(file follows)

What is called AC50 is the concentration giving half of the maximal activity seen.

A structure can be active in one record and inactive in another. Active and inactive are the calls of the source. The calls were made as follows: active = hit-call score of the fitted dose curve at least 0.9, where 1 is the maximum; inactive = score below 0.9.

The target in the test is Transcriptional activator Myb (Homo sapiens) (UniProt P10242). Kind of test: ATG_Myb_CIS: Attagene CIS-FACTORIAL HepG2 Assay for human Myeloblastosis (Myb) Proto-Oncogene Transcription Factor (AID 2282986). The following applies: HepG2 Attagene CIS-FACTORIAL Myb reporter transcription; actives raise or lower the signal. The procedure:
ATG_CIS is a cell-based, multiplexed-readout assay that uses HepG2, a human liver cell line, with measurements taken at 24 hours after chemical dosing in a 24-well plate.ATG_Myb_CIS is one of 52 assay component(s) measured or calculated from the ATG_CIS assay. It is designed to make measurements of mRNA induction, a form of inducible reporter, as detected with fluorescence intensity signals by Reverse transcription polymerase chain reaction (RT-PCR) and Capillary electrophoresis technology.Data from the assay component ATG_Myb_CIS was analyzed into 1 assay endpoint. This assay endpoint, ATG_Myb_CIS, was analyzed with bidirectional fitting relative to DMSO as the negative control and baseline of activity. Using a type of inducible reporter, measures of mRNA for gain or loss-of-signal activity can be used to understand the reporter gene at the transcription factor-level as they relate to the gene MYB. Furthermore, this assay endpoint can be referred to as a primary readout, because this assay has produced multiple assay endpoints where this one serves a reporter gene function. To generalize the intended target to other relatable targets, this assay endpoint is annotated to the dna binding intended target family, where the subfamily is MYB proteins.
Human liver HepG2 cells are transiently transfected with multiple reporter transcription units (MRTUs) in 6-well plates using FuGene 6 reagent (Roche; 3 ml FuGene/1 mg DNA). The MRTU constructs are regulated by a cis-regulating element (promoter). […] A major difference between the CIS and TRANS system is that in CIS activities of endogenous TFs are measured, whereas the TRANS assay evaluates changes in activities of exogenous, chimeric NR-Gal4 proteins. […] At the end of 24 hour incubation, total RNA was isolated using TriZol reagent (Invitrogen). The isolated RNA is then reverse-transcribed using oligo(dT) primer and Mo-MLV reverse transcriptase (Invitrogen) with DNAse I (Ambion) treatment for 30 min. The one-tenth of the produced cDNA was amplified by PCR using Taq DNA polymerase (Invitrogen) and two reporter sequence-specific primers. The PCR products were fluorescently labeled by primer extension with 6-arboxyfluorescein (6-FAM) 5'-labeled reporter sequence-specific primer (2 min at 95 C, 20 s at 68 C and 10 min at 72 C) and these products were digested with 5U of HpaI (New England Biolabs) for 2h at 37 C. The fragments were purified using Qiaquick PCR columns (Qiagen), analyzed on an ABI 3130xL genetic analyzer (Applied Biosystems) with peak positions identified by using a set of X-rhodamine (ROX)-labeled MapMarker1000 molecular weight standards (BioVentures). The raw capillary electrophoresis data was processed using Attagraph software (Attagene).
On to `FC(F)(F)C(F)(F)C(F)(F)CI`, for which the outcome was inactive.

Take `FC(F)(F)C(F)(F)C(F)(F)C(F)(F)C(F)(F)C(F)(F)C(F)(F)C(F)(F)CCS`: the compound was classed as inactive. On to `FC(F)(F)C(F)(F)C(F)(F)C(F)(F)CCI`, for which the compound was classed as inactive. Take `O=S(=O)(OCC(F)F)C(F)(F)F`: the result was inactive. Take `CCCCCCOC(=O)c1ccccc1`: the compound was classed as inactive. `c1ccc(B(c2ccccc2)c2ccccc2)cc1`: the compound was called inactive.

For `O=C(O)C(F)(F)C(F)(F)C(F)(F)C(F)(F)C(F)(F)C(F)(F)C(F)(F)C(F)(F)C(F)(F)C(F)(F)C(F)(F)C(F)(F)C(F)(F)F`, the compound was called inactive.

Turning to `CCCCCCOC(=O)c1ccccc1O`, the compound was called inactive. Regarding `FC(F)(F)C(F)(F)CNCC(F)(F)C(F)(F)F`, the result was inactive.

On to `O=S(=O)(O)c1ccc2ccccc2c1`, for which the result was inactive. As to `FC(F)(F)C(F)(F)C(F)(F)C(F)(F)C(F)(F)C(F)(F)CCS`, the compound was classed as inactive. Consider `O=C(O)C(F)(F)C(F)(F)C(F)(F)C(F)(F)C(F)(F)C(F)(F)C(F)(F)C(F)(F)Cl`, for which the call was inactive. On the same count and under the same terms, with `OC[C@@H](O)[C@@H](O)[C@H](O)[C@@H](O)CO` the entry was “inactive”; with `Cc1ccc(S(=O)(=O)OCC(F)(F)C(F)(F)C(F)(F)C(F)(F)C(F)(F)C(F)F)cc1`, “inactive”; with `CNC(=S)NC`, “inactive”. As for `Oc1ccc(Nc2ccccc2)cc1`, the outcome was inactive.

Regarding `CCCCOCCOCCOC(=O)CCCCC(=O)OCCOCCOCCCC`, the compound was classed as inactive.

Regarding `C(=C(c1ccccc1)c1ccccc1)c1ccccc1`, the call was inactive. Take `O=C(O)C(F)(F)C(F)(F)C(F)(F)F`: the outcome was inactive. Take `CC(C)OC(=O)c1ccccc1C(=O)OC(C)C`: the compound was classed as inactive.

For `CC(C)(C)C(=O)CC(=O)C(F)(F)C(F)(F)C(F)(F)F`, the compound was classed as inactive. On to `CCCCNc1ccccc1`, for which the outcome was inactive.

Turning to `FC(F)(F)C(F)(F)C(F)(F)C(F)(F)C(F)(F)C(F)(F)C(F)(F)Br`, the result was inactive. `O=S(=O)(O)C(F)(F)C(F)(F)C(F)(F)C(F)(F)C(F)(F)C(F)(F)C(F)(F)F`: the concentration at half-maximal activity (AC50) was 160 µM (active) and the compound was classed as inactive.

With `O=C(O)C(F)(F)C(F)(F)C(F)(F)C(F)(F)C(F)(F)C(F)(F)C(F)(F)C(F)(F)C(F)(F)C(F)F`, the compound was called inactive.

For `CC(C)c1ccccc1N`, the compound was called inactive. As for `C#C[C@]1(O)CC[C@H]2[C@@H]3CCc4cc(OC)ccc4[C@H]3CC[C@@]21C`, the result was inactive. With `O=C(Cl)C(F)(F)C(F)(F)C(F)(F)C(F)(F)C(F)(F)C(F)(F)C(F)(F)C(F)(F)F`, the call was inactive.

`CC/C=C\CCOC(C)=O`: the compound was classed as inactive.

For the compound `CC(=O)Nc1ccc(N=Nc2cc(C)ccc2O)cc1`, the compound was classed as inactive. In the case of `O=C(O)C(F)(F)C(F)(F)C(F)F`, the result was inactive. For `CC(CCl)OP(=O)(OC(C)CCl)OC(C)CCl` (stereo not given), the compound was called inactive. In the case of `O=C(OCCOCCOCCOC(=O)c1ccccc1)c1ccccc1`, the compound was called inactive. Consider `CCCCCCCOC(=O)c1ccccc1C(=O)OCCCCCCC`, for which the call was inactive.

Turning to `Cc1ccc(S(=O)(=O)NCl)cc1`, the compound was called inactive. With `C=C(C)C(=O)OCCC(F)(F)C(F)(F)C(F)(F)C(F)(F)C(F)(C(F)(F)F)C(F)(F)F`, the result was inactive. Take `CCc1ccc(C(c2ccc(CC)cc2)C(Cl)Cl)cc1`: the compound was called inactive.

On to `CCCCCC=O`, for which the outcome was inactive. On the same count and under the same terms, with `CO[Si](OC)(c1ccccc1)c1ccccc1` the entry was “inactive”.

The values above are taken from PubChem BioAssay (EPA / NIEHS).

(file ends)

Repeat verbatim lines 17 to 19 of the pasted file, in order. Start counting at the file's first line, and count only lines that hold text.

`CC/C=C\CCOC(C)=O`: the compound was classed as inactive.

For the compound `CC(=O)Nc1ccc(N=Nc2cc(C)ccc2O)cc1`, the compound was classed as inactive. In the case of `O=C(O)C(F)(F)C(F)(F)C(F)F`, the result was inactive. For `CC(CCl)OP(=O)(OC(C)CCl)OC(C)CCl` (stereo not given), the compound was called inactive. In the case of `O=C(OCCOCCOCCOC(=O)c1ccccc1)c1ccccc1`, the compound was called inactive. Consider `CCCCCCCOC(=O)c1ccccc1C(=O)OCCCCCCC`, for which the call was inactive.

Turning to `Cc1ccc(S(=O)(=O)NCl)cc1`, the compound was called inactive. With `C=C(C)C(=O)OCCC(F)(F)C(F)(F)C(F)(F)C(F)(F)C(F)(C(F)(F)F)C(F)(F)F`, the result was inactive. Take `CCc1ccc(C(c2ccc(CC)cc2)C(Cl)Cl)cc1`: the compound was called inactive.